Immunophenotyping is a type of flow cytometry-based analysis in which cells are stained with fluorescently-conjugated antibodies for specific surface and intracellular molecules that define different immune cell populations. Immunophenotyping has been widely used for decades since the advent of cytometers that can detect four colors, and today’s state-of-the-art cytometers allow for concurrent immunophenotypic analysis of numerous cell subsets.
Immunophenotyping has been critical to immuno-oncology research because it allows researchers to monitor changes in the immune system, including potent anti-tumor responses or unexpected off-target responses.
Consider these four “I’s” of immunophenotyping as you plan your next research project.
Immune System Profile
Immunophenotyping allows you to gauge the overall status of the immune system, from B and T cell subsets, to monocytes/macrophages and dendritic cells. Immunophenotyping assays are usually done using peripheral blood and can be optimized to use whole blood or peripheral blood mononuclear cells.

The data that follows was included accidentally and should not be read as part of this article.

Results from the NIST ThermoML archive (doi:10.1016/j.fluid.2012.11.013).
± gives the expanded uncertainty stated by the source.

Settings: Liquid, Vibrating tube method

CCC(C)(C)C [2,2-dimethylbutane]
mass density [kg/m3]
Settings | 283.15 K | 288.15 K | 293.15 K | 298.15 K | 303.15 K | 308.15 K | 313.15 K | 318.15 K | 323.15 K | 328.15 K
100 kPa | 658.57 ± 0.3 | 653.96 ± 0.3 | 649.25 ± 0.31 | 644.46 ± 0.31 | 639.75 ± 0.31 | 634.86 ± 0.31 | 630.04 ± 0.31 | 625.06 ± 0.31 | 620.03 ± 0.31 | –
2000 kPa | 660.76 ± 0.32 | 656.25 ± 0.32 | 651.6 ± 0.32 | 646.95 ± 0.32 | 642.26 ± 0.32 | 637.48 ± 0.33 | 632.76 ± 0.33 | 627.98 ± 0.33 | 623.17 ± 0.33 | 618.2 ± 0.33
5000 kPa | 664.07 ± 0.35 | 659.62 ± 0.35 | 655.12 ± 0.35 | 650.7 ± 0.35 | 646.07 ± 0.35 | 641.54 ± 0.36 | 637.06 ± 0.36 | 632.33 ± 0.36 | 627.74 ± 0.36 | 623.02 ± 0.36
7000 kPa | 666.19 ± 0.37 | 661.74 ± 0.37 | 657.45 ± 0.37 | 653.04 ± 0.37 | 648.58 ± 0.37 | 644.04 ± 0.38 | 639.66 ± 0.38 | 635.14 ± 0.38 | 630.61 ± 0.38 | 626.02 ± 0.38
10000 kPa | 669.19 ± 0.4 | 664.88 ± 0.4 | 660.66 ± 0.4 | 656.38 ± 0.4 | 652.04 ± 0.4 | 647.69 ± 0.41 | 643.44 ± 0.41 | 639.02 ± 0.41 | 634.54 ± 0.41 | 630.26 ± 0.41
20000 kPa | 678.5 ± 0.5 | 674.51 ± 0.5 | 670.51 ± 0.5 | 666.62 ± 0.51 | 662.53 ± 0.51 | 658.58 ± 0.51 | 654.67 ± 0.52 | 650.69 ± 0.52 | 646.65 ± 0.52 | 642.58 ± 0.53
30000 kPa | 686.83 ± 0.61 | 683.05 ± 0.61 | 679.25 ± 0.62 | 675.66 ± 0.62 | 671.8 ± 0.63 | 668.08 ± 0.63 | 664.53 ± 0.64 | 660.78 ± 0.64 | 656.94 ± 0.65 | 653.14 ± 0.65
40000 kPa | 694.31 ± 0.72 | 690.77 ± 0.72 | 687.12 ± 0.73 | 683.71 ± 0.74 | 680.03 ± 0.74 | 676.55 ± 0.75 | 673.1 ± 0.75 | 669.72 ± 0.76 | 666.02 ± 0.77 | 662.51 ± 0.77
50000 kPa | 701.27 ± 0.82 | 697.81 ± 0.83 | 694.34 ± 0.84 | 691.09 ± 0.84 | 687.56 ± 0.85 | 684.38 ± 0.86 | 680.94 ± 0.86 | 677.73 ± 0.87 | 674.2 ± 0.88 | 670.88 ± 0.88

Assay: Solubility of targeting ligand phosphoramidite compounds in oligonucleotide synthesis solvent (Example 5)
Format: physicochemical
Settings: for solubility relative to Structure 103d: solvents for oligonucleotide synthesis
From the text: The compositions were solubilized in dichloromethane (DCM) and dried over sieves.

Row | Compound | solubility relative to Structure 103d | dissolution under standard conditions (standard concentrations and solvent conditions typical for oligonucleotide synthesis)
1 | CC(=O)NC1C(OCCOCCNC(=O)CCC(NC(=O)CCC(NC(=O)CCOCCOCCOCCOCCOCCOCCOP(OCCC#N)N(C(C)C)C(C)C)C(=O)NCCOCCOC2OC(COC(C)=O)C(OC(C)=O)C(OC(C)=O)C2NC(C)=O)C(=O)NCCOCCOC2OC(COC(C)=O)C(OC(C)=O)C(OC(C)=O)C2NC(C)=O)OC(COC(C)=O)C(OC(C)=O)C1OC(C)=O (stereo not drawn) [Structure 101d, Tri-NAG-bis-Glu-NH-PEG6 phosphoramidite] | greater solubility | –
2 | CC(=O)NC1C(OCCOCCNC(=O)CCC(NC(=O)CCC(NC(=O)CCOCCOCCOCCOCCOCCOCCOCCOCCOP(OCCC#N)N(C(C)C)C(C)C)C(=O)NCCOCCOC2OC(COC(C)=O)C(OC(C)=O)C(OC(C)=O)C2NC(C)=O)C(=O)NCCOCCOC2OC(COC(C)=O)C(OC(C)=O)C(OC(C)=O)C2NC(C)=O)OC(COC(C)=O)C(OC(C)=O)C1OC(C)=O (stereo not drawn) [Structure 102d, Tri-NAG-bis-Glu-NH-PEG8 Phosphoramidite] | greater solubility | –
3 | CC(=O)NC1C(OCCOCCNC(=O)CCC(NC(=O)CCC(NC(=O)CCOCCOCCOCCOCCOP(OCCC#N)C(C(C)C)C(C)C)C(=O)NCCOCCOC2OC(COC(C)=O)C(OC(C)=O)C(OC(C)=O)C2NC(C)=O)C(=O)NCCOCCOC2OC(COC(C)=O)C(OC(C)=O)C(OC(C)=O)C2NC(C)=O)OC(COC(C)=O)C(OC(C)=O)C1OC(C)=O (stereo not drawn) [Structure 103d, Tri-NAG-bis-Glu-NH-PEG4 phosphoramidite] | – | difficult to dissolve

In Depth Analysis
Immune cell subpopulations can be measured using immunophenotyping, so you can analyze different B cell or T cell subsets to assess antigen-specific effector or memory responses or determine changes in dendritic cell subsets in the periphery during a specific treatment.
Treatment with immune-modifying drugs or biologics is becoming more common in oncology and the management of other chronic conditions. These treatments alter immune responses by blocking or activating different immune cell functions but can also interact with immune cells in unexpected ways to trigger unfavorable responses. Immunophenotyping allows researchers to track changes in the immune system that cause undesirable or dangerous responses.
Interleukins are a large class of molecules produced by immune and non-immune cells to activate immune and inflammatory responses. These molecules are produced within cells and can be measured by intracellular staining as part of an immunophenotyping protocol. Monitoring specific interleukin responses is critical to gauging if immune responses are productive or destructive.
Gain insight into the immune system with immunophenotyping assays. If these assays are new to your research program, consider working with flow cytometry experts or contract research organizations to assure that you are using the appropriate samples and protocols for your immunophenotyping goals.